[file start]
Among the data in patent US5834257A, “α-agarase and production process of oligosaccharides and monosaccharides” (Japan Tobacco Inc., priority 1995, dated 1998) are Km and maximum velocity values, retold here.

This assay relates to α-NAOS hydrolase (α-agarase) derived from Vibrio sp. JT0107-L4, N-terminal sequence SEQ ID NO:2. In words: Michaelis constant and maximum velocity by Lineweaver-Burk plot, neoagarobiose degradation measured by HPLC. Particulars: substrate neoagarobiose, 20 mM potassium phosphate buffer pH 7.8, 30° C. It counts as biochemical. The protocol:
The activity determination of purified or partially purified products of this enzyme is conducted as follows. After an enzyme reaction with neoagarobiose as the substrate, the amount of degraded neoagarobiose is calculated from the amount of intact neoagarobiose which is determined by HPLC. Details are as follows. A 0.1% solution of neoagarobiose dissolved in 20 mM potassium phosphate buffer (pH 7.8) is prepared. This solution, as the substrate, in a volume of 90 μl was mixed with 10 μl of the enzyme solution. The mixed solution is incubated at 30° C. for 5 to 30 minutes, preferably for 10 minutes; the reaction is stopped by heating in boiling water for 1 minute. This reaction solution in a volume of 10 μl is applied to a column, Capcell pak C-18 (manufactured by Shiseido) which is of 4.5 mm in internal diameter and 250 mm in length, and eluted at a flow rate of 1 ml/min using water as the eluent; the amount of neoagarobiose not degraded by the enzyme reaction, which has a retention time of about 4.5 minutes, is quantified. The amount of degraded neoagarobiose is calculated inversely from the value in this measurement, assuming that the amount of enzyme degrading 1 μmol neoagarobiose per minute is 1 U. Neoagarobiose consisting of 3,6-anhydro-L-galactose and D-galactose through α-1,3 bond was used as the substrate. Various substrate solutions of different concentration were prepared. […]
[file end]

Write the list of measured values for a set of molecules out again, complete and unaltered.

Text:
Among the data in patent US5834257A, “α-agarase and production process of oligosaccharides and monosaccharides” (Japan Tobacco Inc., priority 1995, dated 1998) are Km and maximum velocity values, retold here.

This assay relates to α-NAOS hydrolase (α-agarase) derived from Vibrio sp. JT0107-L4, N-terminal sequence SEQ ID NO:2. In words: Michaelis constant and maximum velocity by Lineweaver-Burk plot, neoagarobiose degradation measured by HPLC. Particulars: substrate neoagarobiose, 20 mM potassium phosphate buffer pH 7.8, 30° C. It counts as biochemical. The protocol:
The activity determination of purified or partially purified products of this enzyme is conducted as follows. After an enzyme reaction with neoagarobiose as the substrate, the amount of degraded neoagarobiose is calculated from the amount of intact neoagarobiose which is determined by HPLC. Details are as follows. A 0.1% solution of neoagarobiose dissolved in 20 mM potassium phosphate buffer (pH 7.8) is prepared. This solution, as the substrate, in a volume of 90 μl was mixed with 10 μl of the enzyme solution. The mixed solution is incubated at 30° C. for 5 to 30 minutes, preferably for 10 minutes; the reaction is stopped by heating in boiling water for 1 minute. This reaction solution in a volume of 10 μl is applied to a column, Capcell pak C-18 (manufactured by Shiseido) which is of 4.5 mm in internal diameter and 250 mm in length, and eluted at a flow rate of 1 ml/min using water as the eluent; the amount of neoagarobiose not degraded by the enzyme reaction, which has a retention time of about 4.5 minutes, is quantified. The amount of degraded neoagarobiose is calculated inversely from the value in this measurement, assuming that the amount of enzyme degrading 1 μmol neoagarobiose per minute is 1 U. Neoagarobiose consisting of 3,6-anhydro-L-galactose and D-galactose through α-1,3 bond was used as the substrate. Various substrate solutions of different concentration were prepared. […]